An absolute Classic Triple Date Calendar is this Jaeger LeCoultre and this is a vintage one – as I said these are easier to come by than modern, though you will be surprised at the high prices these can command. This is a mechanical movement of course, so the workmanship required to manufacture such a complication is considerable and Jaeger LeCoultre are in a class of their own.
Another rather rare vintage model is the Mercedes Benz Chrono and for me one that I dearly love to own. Mechanical of course with an automatic caliber Valjoux 7751 with a full Calendar (perpetual). Looks like a sub-dial Triple Date until you spot the 2 apertures in the sub-dial @12, a Date pointer center driven, 24hr time, Moon phase etc. and yet totally readable – one of my favorite models.
One of the most iconic Triple Date Calendar watches in my opinion is this classic vintage Movado, which is as good as they come. I actually had two some years ago, but sold one on – (I know I was ill at the time!) and now these are becoming more difficult and more expensive to find.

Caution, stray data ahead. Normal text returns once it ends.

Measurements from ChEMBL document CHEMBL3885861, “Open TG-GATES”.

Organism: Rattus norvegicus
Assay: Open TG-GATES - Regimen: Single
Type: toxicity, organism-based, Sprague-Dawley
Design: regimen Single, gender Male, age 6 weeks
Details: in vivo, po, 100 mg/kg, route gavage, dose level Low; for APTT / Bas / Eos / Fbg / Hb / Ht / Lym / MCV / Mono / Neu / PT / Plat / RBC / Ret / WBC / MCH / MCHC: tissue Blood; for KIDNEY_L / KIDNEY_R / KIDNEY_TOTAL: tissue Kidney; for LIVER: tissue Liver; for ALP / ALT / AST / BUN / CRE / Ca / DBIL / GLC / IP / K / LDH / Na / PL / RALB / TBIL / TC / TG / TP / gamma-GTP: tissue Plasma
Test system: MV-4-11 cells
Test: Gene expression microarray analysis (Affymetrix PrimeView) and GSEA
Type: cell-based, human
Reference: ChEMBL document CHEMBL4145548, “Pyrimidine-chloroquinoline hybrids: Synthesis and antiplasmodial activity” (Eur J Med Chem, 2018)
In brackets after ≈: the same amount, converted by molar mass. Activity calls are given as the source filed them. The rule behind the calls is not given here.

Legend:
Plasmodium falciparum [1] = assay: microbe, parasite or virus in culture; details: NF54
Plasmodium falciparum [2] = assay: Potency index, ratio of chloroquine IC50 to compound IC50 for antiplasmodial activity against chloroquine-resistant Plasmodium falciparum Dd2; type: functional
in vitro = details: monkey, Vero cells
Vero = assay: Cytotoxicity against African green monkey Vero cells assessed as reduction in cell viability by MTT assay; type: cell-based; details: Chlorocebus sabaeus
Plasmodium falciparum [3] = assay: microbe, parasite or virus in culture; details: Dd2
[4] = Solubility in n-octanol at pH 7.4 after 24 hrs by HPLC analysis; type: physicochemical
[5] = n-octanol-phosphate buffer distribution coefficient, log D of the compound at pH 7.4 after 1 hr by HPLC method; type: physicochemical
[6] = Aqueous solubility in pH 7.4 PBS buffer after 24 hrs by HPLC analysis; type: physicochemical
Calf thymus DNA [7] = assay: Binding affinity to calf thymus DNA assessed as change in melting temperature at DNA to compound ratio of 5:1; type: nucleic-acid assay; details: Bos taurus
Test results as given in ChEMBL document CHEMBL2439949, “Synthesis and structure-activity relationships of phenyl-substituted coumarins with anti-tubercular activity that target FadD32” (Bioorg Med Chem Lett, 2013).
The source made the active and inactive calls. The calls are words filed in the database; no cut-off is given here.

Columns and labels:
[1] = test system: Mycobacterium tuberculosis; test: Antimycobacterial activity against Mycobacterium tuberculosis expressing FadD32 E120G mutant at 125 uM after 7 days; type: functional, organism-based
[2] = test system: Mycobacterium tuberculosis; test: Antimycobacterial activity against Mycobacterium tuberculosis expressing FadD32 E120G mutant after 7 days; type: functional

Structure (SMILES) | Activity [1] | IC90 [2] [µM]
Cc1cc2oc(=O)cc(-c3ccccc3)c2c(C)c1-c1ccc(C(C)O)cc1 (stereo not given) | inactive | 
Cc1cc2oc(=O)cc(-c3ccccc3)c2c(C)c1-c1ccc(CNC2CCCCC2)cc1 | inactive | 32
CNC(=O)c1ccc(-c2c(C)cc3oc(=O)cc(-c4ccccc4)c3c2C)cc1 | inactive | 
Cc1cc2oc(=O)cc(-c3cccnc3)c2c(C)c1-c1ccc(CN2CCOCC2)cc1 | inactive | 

So what type of watch can be called Triple Date Calendars –
Digital? – No – not strictly Triple Date Calendar of course – but today with the digital revolution, to find a model that displays all this information and almost anything else you want to know is common. Most Digital models do show the 3 basics, such as the low priced Timex AE1200W (shows time, Day, Date, Month in standard view AND features a Perpetual Calendar till the year 2100). Radio Controlled quartz models of course are Perpetual by default. But Digital models in general can be the cheapest option of all if what you want is data overload.
Quartz – Yes – Analogue models are becoming more common now especially from mainstream Brands such as Casio, Seiko and Citizen. But on modern analog models, unlike the classic vintage models must be looked at carefully for good dial design, which is paramount. All too often they seem tempted to display in a “new” way – often with silvered hands and indices, poor layout and poor clarity as a result.
However there are a few decent ones around including the Dugena and the Android already featured. Quartz Ana-Digi may models again have the data, but not always presented simultaneously and a push button selection may have to be made, such as Calendar. More often than not the standard view will feature a 24hr time sub-dial (goodness knows why?) World Time, a selector dial and so on, which for me just adds to the dial clutter. The whole point of Triple Date Calendar dials is their readability.